The Cell: The Basic Unit of Life
Which came first, the chicken or the egg? This ancient conundrum applies equally at the cell chemistry level.
It takes the instructions found in DNA to make protein, and it takes protein to make DNA.
It takes a series of protein-enzyme catalyzed reactions to make lipid, but without lipid membrane, the compartmentalization necessary for the synthesis of the lipid would not exist. Moreover, without an existing membrane, new lipid and membrane-associated protein cannot organize itself as it is found in living cells.
See chapter 25 for a discussion of the origin of life
The cell theory states that all organisms are composed of cells, and all cells come from preexisting cells. It is the basis for studying all life, whether single-celled or multicellular.
Cell size is limited by the surface area-to-volume ratio
Most cells are tiny, with diameters in the range of 1 to 100 mm.
The surface of a cell is the area that interfaces with the cell’s environment. The larger the surface area of a cell, the faster a cell can take in substances and remove waste products.
The volume of a cell is a measure of the space inside a cell. The larger the volume of a cell, the more chemical activity it can have.
Surface area-to-volume ratio is defined as the surface area divided by the volume. For any given shape, increasing volume decreases the surface area-to-volume ratio (See Figure 4.2.)
Shape also influences surface area-to-volume ratios.
A sphere has the least surface area-to-volume ratio of any shape.
Imagine you have a lump of clay. Fashioning it into a sphere minimizes the surface area.
Flatten the ball of clay to make a pancake shape, and the surface area increases, while the volume remains the same. Cells like red blood cells flatten into a pancake shape to increase surface area.
Fashioning the clay into a thin string also increases the surface area without increasing the volume. Nerve cells have this shape, and this allows some of them to be a meter long or more.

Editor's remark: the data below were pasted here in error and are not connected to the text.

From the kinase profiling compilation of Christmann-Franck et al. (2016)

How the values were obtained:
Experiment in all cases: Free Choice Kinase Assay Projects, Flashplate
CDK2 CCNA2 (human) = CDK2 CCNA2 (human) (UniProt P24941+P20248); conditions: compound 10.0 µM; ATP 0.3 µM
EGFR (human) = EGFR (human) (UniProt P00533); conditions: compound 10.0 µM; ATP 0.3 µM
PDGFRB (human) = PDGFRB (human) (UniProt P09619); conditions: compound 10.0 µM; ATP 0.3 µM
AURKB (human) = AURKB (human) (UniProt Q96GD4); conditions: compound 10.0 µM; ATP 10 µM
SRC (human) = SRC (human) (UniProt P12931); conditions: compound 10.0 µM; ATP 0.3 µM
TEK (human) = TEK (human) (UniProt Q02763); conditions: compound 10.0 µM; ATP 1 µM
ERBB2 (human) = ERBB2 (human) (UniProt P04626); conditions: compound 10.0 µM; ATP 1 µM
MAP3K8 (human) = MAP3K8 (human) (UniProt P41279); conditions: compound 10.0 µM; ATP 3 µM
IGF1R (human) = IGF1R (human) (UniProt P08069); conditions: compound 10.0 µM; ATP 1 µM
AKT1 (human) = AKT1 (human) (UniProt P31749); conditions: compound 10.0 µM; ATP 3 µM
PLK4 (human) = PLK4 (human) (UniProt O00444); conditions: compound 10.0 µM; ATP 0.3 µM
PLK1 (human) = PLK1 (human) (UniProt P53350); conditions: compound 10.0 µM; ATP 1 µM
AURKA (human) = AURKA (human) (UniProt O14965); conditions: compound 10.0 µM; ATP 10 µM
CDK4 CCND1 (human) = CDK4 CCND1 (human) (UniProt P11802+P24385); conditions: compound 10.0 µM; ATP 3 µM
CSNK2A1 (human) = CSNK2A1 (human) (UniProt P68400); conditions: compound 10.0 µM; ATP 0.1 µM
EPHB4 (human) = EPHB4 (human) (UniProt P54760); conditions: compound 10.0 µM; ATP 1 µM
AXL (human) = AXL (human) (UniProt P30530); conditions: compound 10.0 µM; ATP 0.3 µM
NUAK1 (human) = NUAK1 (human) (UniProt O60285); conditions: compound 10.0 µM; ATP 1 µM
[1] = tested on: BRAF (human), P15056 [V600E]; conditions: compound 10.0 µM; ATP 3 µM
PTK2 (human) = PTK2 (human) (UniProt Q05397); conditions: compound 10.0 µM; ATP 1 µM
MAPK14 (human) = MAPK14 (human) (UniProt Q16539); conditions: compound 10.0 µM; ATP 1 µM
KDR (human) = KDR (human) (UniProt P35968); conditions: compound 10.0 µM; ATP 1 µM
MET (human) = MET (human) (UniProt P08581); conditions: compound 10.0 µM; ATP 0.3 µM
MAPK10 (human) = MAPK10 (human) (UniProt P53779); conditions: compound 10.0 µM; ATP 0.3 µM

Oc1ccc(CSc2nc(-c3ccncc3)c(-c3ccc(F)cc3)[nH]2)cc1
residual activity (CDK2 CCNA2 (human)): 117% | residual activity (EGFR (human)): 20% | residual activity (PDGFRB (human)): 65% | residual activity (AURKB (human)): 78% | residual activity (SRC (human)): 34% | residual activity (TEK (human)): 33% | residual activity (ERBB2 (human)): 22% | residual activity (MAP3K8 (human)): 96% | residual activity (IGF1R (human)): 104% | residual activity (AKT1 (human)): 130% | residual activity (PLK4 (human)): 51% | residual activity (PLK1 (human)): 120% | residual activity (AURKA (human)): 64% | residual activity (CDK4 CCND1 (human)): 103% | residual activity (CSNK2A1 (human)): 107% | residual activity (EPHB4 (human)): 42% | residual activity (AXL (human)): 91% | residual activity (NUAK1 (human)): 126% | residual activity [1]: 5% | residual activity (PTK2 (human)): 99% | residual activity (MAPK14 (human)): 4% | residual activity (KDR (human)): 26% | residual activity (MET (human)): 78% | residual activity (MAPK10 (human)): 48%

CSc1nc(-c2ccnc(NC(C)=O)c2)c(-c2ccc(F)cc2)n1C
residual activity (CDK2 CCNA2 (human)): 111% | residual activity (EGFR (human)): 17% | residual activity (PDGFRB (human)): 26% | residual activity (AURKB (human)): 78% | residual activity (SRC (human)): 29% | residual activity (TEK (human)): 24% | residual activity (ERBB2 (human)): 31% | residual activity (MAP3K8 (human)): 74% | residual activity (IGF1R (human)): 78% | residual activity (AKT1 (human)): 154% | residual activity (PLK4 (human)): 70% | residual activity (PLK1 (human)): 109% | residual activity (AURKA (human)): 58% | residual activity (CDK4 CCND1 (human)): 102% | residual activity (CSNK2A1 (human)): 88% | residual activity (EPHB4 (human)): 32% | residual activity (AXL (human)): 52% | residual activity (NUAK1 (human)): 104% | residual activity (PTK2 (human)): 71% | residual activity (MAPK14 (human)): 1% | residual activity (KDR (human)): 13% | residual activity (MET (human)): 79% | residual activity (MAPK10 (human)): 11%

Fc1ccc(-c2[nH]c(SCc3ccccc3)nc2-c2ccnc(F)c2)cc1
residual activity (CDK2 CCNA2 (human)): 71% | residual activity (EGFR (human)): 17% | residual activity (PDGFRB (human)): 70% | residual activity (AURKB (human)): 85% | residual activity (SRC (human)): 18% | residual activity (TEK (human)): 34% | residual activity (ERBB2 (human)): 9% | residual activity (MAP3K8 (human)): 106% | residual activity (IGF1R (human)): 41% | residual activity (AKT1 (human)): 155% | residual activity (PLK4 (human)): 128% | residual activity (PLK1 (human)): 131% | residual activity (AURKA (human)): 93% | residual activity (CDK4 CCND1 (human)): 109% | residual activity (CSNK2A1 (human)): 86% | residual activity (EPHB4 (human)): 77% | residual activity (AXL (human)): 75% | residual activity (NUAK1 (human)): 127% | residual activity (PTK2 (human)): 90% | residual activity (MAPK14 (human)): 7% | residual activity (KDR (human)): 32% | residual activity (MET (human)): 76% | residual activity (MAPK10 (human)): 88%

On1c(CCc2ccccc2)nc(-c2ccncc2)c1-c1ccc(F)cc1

If the clay is spherical but the surface is irregular with many fine projections coming off the surface, surface area is greatly increased. In epithelial cells, such projections are called microvilli.
Microscopes are needed to visualize cells
The small size of cells makes the use of microscopes necessary to view them. (Figure 4.1 shows the relative sizes of biological objects ranging from atoms to trees.)
See also: http://www.wordwizz.com/pwrsof10.htm
With normal human vision one can resolve objects about 200 mm (0.2 mm) in size. To resolve means to distinguish two separate things. If two objects are too close together, they start to look like one object.
Light microscopes use glass lenses and visible light, but have resolution limits. The resolving power of light microscopes is typically 0.2 mm (0.2 ´ 10-6 m), but this depends on the wavelength of the illuminating light. In general, resolution is about 1000 times better than an unaided human eye. Living or killed and fixed cells may be viewed with light microscopes.
Nanometer = 10-9 meter = 10 Angstroms
Angstrom = 10-10 meter
The structure in a cell glows because it is linked to a fluorophore (a substance that glows when it is hit with UV light) such as fluorescein (a small chemical compound). These linkages are made by creating an antibody to the structure you wish to study and then connecting the fluorescent compound (such as fluorescein or rhodamine) to the antibody.
http://dept.kent.edu/projects/cell/FLUORO.HTM#Background on Fluorescence Microscopy
In vivo reporter: GFP
Another method of creating a fluorescent cell structure is to genetically manipulate the cell so as to express structure protein that includes a fluorescent protein, GFP. Then living cells can ‘light up’ when hit with UV light.
Confocal Microscopy: tissue reconstruction